Administration resulted in a ten point deduction which effectively gave the league title to Celtic, whilst players agreed to massive wage cuts, in some cases up to 75% to reduce the number of job losses.

Losing the title was the least of their problems however. Administrators appointed by Whyte, Duff and Phelps subsequently accepted a bid from an unidentified consortium fronted by former Sheffield United chairman Charles Green.

On 14 June, a CVA submitted by Green offering to pay creditors 9p in the pound was formally rejected and Rangers Football Club ceased to exist.

After the CVA was rejected, Green’s new company known as Sevco 5088 bought the assets of Rangers, including Ibrox Stadium and Murray Park for a reported £5.5m, with the intention of transferring the shares from Rangers and continuing in the SPL, debt free. He also claims to have bought the players contracts, however the Scottish PFA believe that employment law means that all Rangers players can leave the club as free agents. This matter is still to be resolved, but stars Steven Whittaker and Steven Naismith have already refused to join a newco.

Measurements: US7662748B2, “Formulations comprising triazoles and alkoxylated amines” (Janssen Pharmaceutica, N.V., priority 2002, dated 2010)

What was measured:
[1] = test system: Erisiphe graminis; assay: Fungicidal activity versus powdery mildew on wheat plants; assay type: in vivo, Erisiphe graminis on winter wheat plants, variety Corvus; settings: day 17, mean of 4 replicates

Since acquiring control of Rangers assets, Green has turned down a reported bid of £6 from a consortium fronted by former legend Walter Smith, with the backing of billionaire Jim McColl and businessman Douglas Park, which was seen by many as the ‘dream, team’ who would return the club to its former glories. Green’s refusal to accept the bid had caused anger amongst the Ibrox faithful, many of whom are refusing to renew season tickets.

A meeting of all SPL chairmen will take place on 4 July where a vote will take place on whether to allow Green’s newco into next season’s SPL, but it is now widely believed that they will not be able to gain the eight votes required.

Potentially a Rangers newco could start in the fourth tier of Scottish football although talks between the SPL and the SFL are on-going with a view to the new club appearing in the first division next season, which at the moment appears to be the most likely option.

Tomorrow, John Hislop looks at the reaction from other SPL clubs ahead of the vote.